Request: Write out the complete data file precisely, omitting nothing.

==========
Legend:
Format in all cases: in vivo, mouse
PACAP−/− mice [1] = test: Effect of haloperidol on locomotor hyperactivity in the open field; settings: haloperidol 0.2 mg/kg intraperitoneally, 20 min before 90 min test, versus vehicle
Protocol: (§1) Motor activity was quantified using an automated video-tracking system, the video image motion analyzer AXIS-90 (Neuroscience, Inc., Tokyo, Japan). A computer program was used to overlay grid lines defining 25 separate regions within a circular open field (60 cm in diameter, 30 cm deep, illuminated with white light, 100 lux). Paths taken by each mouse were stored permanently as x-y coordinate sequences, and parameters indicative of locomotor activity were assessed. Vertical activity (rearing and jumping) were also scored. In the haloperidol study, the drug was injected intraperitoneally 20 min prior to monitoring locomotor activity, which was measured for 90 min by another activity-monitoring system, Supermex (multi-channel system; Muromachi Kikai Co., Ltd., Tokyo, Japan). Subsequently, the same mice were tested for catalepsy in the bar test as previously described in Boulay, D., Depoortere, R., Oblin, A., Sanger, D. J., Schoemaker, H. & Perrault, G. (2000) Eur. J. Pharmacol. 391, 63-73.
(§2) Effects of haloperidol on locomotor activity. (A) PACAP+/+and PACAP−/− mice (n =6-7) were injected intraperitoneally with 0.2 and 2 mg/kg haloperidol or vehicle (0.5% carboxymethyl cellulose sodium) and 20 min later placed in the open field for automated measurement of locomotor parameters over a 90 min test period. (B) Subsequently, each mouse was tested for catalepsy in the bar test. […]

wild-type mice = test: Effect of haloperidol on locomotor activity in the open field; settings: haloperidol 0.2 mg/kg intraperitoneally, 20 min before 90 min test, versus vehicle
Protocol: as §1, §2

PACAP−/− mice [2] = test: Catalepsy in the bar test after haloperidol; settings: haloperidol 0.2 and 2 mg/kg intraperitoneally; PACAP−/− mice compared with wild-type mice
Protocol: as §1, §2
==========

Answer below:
Legend:
Format in all cases: in vivo, mouse
PACAP−/− mice [1] = test: Effect of haloperidol on locomotor hyperactivity in the open field; settings: haloperidol 0.2 mg/kg intraperitoneally, 20 min before 90 min test, versus vehicle
Protocol: (§1) Motor activity was quantified using an automated video-tracking system, the video image motion analyzer AXIS-90 (Neuroscience, Inc., Tokyo, Japan). A computer program was used to overlay grid lines defining 25 separate regions within a circular open field (60 cm in diameter, 30 cm deep, illuminated with white light, 100 lux). Paths taken by each mouse were stored permanently as x-y coordinate sequences, and parameters indicative of locomotor activity were assessed. Vertical activity (rearing and jumping) were also scored. In the haloperidol study, the drug was injected intraperitoneally 20 min prior to monitoring locomotor activity, which was measured for 90 min by another activity-monitoring system, Supermex (multi-channel system; Muromachi Kikai Co., Ltd., Tokyo, Japan). Subsequently, the same mice were tested for catalepsy in the bar test as previously described in Boulay, D., Depoortere, R., Oblin, A., Sanger, D. J., Schoemaker, H. & Perrault, G. (2000) Eur. J. Pharmacol. 391, 63-73.
(§2) Effects of haloperidol on locomotor activity. (A) PACAP+/+and PACAP−/− mice (n =6-7) were injected intraperitoneally with 0.2 and 2 mg/kg haloperidol or vehicle (0.5% carboxymethyl cellulose sodium) and 20 min later placed in the open field for automated measurement of locomotor parameters over a 90 min test period. (B) Subsequently, each mouse was tested for catalepsy in the bar test. […]

wild-type mice = test: Effect of haloperidol on locomotor activity in the open field; settings: haloperidol 0.2 mg/kg intraperitoneally, 20 min before 90 min test, versus vehicle
Protocol: as §1, §2

PACAP−/− mice [2] = test: Catalepsy in the bar test after haloperidol; settings: haloperidol 0.2 and 2 mg/kg intraperitoneally; PACAP−/− mice compared with wild-type mice
Protocol: as §1, §2